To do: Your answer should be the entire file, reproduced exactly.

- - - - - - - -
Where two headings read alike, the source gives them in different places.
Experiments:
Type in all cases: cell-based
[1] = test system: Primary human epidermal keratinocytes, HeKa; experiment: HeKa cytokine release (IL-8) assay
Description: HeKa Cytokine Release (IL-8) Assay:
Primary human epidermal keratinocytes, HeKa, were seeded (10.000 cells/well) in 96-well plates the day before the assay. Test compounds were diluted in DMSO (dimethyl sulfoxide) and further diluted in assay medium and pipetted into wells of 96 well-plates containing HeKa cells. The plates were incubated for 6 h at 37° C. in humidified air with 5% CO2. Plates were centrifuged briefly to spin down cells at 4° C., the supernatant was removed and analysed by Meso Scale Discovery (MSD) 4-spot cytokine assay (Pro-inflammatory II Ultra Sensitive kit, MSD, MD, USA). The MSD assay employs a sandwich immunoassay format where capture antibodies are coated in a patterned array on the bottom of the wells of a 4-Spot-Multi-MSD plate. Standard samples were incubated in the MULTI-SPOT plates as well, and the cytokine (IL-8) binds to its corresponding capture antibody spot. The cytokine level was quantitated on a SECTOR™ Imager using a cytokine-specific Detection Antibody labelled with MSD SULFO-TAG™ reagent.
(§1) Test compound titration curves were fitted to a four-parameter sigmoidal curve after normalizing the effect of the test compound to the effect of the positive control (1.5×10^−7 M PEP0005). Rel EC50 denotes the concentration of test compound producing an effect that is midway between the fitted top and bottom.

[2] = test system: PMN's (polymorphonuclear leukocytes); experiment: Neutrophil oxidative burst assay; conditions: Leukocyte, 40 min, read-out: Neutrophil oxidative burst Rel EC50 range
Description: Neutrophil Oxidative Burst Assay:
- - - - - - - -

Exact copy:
Where two headings read alike, the source gives them in different places.
Experiments:
Type in all cases: cell-based
[1] = test system: Primary human epidermal keratinocytes, HeKa; experiment: HeKa cytokine release (IL-8) assay
Description: HeKa Cytokine Release (IL-8) Assay:
Primary human epidermal keratinocytes, HeKa, were seeded (10.000 cells/well) in 96-well plates the day before the assay. Test compounds were diluted in DMSO (dimethyl sulfoxide) and further diluted in assay medium and pipetted into wells of 96 well-plates containing HeKa cells. The plates were incubated for 6 h at 37° C. in humidified air with 5% CO2. Plates were centrifuged briefly to spin down cells at 4° C., the supernatant was removed and analysed by Meso Scale Discovery (MSD) 4-spot cytokine assay (Pro-inflammatory II Ultra Sensitive kit, MSD, MD, USA). The MSD assay employs a sandwich immunoassay format where capture antibodies are coated in a patterned array on the bottom of the wells of a 4-Spot-Multi-MSD plate. Standard samples were incubated in the MULTI-SPOT plates as well, and the cytokine (IL-8) binds to its corresponding capture antibody spot. The cytokine level was quantitated on a SECTOR™ Imager using a cytokine-specific Detection Antibody labelled with MSD SULFO-TAG™ reagent.
(§1) Test compound titration curves were fitted to a four-parameter sigmoidal curve after normalizing the effect of the test compound to the effect of the positive control (1.5×10^−7 M PEP0005). Rel EC50 denotes the concentration of test compound producing an effect that is midway between the fitted top and bottom.

[2] = test system: PMN's (polymorphonuclear leukocytes); experiment: Neutrophil oxidative burst assay; conditions: Leukocyte, 40 min, read-out: Neutrophil oxidative burst Rel EC50 range
Description: Neutrophil Oxidative Burst Assay: